Open Banking: Promised land or wild west?

Open Banking: Promised land or wild west?

Aniruddha Maheshwari

Payment Consultant at Icon Solutions

Views 789

Open Banking: Promised land or wild west?

14.06.2019 12:00 pm

Open Banking began on 13 January 2018 with the launch of PSD2. Industry pundits spoke about customers walking through a promised land of meaningful financial insights and competitive products. The new rules make it easier for consumers to compare services and switch to get better deals and more personalised products.

With the younger generation’s willingness to switch to an online-only bank, surely challengers would try to snap up customers. In turn, it was an opportunity for traditional banks to play to the advantages they already hold over their digital rivals.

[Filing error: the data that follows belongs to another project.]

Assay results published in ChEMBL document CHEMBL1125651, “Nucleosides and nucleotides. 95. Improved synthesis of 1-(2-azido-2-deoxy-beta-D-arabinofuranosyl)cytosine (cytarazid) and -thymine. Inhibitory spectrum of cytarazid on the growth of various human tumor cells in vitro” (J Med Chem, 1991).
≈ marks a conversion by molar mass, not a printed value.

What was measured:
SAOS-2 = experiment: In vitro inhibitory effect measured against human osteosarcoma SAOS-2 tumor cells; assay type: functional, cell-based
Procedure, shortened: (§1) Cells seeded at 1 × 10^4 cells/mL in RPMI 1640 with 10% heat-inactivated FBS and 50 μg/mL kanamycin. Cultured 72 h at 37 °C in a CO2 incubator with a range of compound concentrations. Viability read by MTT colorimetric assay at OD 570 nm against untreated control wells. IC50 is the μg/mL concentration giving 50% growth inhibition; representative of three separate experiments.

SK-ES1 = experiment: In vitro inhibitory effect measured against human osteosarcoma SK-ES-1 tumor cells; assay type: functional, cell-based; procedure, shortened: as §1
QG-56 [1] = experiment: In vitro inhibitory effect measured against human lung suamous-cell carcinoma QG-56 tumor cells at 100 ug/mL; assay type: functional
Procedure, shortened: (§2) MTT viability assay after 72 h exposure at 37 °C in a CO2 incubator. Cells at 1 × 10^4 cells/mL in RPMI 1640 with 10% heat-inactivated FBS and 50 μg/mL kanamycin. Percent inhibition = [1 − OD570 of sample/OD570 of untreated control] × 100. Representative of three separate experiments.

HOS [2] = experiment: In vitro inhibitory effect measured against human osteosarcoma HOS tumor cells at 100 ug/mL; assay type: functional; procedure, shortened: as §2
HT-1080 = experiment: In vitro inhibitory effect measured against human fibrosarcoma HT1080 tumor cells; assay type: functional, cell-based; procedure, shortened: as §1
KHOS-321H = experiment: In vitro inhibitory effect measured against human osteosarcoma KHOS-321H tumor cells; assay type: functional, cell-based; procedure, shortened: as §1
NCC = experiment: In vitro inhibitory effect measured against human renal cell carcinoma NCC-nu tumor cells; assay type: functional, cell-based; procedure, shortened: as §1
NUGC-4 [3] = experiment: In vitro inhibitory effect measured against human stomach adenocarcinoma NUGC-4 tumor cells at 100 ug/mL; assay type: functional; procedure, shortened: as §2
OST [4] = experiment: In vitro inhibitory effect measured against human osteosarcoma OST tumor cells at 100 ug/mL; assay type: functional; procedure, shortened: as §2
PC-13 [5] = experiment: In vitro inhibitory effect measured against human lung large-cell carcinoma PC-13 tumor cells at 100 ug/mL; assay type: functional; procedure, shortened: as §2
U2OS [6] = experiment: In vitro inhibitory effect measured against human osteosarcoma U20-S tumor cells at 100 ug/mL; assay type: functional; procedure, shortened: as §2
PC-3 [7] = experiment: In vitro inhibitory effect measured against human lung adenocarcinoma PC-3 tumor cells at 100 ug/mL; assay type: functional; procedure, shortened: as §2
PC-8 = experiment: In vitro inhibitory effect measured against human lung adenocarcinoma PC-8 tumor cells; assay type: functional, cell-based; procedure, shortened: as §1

Yet the big day came and went with less than a whimper. Only three large banks were ready with APIs on the 13th January. At the same time, institutions are concerned about a lack of consistent standards and question marks remain about data security and liabilities.

This raises a question: is Open Banking a promised land or wild west?

Welcome to banking’s wild west?

One of the biggest issues around Open Banking/PSD2 has been the nature of the technical standards and key areas where standards do not exist at all. The problem here has been a lack of alignment between the European Commission (who lays out the broad direction) and European Banking Authority (which specifies and ratifies these standards). Due to differing views from each body, the standards aren’t really standards, they’re more guidelines with significant room for interpretation.